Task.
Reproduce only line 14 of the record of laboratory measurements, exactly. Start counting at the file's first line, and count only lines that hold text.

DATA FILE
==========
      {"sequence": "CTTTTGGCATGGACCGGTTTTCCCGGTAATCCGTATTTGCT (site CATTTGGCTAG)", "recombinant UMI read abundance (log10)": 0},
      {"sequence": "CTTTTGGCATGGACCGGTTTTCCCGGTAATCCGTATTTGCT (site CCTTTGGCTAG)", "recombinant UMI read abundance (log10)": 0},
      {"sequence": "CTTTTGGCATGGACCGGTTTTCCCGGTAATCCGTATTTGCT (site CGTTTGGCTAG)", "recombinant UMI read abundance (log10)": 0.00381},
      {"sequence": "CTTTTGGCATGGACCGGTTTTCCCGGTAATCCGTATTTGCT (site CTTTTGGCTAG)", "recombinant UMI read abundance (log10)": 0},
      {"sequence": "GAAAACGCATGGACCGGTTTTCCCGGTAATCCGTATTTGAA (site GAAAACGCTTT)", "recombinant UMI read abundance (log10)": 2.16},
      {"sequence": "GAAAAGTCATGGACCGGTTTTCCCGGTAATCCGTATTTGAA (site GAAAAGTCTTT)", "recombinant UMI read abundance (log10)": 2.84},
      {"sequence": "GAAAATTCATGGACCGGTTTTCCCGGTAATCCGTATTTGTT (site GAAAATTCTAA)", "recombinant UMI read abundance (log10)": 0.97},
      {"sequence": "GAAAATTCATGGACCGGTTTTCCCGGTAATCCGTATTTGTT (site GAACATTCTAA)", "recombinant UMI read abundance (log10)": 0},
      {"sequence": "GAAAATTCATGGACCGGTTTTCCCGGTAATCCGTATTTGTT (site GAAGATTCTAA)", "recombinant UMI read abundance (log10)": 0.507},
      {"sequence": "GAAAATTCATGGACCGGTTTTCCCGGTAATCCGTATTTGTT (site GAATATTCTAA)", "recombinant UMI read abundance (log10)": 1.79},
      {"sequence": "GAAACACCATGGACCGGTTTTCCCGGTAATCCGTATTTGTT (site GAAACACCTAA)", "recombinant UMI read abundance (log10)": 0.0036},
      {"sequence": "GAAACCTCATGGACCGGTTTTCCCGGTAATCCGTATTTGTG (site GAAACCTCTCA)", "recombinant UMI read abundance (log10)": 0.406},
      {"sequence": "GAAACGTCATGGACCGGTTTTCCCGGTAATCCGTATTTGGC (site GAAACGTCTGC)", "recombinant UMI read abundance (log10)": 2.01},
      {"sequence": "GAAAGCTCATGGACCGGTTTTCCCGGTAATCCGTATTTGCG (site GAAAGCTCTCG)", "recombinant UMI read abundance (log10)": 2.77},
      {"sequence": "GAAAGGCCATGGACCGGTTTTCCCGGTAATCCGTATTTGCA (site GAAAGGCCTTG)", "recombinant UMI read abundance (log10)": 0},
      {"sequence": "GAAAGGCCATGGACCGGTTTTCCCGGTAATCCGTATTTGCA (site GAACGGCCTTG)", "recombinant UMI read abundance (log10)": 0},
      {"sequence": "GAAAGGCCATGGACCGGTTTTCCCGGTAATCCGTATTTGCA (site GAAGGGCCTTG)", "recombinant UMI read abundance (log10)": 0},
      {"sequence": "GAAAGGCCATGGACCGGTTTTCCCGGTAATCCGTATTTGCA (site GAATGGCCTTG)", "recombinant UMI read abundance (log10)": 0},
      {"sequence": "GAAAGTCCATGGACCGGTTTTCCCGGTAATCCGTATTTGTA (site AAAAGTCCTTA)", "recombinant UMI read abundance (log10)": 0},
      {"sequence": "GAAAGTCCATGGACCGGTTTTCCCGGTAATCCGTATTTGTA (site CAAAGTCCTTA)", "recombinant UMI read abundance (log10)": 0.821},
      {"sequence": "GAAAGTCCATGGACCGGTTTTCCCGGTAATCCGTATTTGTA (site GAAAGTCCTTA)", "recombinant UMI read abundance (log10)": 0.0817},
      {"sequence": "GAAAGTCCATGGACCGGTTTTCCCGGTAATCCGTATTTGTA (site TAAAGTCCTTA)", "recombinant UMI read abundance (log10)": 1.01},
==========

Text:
      {"sequence": "GAAAGCTCATGGACCGGTTTTCCCGGTAATCCGTATTTGCG (site GAAAGCTCTCG)", "recombinant UMI read abundance (log10)": 2.77},